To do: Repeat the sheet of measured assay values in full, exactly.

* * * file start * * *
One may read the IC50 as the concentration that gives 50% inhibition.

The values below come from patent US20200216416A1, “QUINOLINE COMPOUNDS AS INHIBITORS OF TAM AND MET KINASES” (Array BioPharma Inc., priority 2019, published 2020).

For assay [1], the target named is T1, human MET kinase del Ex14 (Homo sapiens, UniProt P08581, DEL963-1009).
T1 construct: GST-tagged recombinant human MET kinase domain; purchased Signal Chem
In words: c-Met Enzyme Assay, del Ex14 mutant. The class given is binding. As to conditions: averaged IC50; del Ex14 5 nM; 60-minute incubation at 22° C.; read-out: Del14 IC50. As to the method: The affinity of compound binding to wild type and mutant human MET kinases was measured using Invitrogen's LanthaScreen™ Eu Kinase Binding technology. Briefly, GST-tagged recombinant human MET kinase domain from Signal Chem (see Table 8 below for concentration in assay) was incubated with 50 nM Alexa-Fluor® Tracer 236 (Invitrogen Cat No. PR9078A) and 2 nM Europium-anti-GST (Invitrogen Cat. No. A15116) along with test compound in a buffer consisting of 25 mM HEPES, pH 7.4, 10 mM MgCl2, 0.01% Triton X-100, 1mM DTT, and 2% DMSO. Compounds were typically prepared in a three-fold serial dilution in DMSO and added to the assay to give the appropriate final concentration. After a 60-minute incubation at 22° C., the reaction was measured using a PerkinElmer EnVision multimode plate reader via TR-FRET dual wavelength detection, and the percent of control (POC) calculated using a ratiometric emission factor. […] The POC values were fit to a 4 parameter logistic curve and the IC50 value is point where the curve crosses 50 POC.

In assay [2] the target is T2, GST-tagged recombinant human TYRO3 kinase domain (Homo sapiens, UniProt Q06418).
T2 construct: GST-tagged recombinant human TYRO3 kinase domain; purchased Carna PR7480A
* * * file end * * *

One may read the IC50 as the concentration that gives 50% inhibition.

The values below come from patent US20200216416A1, “QUINOLINE COMPOUNDS AS INHIBITORS OF TAM AND MET KINASES” (Array BioPharma Inc., priority 2019, published 2020).

For assay [1], the target named is T1, human MET kinase del Ex14 (Homo sapiens, UniProt P08581, DEL963-1009).
T1 construct: GST-tagged recombinant human MET kinase domain; purchased Signal Chem
In words: c-Met Enzyme Assay, del Ex14 mutant. The class given is binding. As to conditions: averaged IC50; del Ex14 5 nM; 60-minute incubation at 22° C.; read-out: Del14 IC50. As to the method: The affinity of compound binding to wild type and mutant human MET kinases was measured using Invitrogen's LanthaScreen™ Eu Kinase Binding technology. Briefly, GST-tagged recombinant human MET kinase domain from Signal Chem (see Table 8 below for concentration in assay) was incubated with 50 nM Alexa-Fluor® Tracer 236 (Invitrogen Cat No. PR9078A) and 2 nM Europium-anti-GST (Invitrogen Cat. No. A15116) along with test compound in a buffer consisting of 25 mM HEPES, pH 7.4, 10 mM MgCl2, 0.01% Triton X-100, 1mM DTT, and 2% DMSO. Compounds were typically prepared in a three-fold serial dilution in DMSO and added to the assay to give the appropriate final concentration. After a 60-minute incubation at 22° C., the reaction was measured using a PerkinElmer EnVision multimode plate reader via TR-FRET dual wavelength detection, and the percent of control (POC) calculated using a ratiometric emission factor. […] The POC values were fit to a 4 parameter logistic curve and the IC50 value is point where the curve crosses 50 POC.

In assay [2] the target is T2, GST-tagged recombinant human TYRO3 kinase domain (Homo sapiens, UniProt Q06418).
T2 construct: GST-tagged recombinant human TYRO3 kinase domain; purchased Carna PR7480A